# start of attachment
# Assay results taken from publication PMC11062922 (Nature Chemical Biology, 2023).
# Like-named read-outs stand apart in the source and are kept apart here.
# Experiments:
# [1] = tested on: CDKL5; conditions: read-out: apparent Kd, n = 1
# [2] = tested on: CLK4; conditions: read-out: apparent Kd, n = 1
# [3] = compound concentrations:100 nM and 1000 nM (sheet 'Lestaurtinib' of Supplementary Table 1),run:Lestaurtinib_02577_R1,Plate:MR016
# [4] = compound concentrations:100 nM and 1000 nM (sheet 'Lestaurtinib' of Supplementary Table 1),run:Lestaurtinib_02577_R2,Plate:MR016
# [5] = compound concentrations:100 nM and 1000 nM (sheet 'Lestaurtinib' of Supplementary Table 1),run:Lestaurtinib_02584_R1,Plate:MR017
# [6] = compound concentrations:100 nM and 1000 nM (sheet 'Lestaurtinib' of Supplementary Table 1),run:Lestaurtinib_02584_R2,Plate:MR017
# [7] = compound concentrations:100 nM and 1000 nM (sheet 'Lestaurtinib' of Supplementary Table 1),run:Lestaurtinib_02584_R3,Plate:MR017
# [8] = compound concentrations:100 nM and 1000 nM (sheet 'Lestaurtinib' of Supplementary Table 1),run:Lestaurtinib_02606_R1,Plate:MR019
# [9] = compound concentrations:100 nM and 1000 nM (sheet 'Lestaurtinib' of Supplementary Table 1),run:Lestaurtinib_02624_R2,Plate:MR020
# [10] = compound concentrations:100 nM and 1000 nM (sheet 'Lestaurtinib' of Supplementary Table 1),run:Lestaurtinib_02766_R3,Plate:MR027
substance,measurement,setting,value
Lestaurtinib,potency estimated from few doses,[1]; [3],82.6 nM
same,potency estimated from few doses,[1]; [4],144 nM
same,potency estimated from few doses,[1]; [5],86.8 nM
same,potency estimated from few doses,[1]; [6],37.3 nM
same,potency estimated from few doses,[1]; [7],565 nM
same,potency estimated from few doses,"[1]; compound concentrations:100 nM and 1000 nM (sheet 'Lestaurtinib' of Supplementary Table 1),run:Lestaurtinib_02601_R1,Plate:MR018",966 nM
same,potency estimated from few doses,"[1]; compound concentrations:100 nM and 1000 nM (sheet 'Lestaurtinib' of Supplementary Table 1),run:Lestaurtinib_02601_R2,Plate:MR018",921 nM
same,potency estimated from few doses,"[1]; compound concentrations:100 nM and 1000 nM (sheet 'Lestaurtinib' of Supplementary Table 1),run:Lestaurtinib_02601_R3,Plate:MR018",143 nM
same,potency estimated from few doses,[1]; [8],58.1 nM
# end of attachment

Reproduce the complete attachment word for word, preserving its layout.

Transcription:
# Assay results taken from publication PMC11062922 (Nature Chemical Biology, 2023).
# Like-named read-outs stand apart in the source and are kept apart here.
# Experiments:
# [1] = tested on: CDKL5; conditions: read-out: apparent Kd, n = 1
# [2] = tested on: CLK4; conditions: read-out: apparent Kd, n = 1
# [3] = compound concentrations:100 nM and 1000 nM (sheet 'Lestaurtinib' of Supplementary Table 1),run:Lestaurtinib_02577_R1,Plate:MR016
# [4] = compound concentrations:100 nM and 1000 nM (sheet 'Lestaurtinib' of Supplementary Table 1),run:Lestaurtinib_02577_R2,Plate:MR016
# [5] = compound concentrations:100 nM and 1000 nM (sheet 'Lestaurtinib' of Supplementary Table 1),run:Lestaurtinib_02584_R1,Plate:MR017
# [6] = compound concentrations:100 nM and 1000 nM (sheet 'Lestaurtinib' of Supplementary Table 1),run:Lestaurtinib_02584_R2,Plate:MR017
# [7] = compound concentrations:100 nM and 1000 nM (sheet 'Lestaurtinib' of Supplementary Table 1),run:Lestaurtinib_02584_R3,Plate:MR017
# [8] = compound concentrations:100 nM and 1000 nM (sheet 'Lestaurtinib' of Supplementary Table 1),run:Lestaurtinib_02606_R1,Plate:MR019
# [9] = compound concentrations:100 nM and 1000 nM (sheet 'Lestaurtinib' of Supplementary Table 1),run:Lestaurtinib_02624_R2,Plate:MR020
# [10] = compound concentrations:100 nM and 1000 nM (sheet 'Lestaurtinib' of Supplementary Table 1),run:Lestaurtinib_02766_R3,Plate:MR027
substance,measurement,setting,value
Lestaurtinib,potency estimated from few doses,[1]; [3],82.6 nM
same,potency estimated from few doses,[1]; [4],144 nM
same,potency estimated from few doses,[1]; [5],86.8 nM
same,potency estimated from few doses,[1]; [6],37.3 nM
same,potency estimated from few doses,[1]; [7],565 nM
same,potency estimated from few doses,"[1]; compound concentrations:100 nM and 1000 nM (sheet 'Lestaurtinib' of Supplementary Table 1),run:Lestaurtinib_02601_R1,Plate:MR018",966 nM
same,potency estimated from few doses,"[1]; compound concentrations:100 nM and 1000 nM (sheet 'Lestaurtinib' of Supplementary Table 1),run:Lestaurtinib_02601_R2,Plate:MR018",921 nM
same,potency estimated from few doses,"[1]; compound concentrations:100 nM and 1000 nM (sheet 'Lestaurtinib' of Supplementary Table 1),run:Lestaurtinib_02601_R3,Plate:MR018",143 nM
same,potency estimated from few doses,[1]; [8],58.1 nM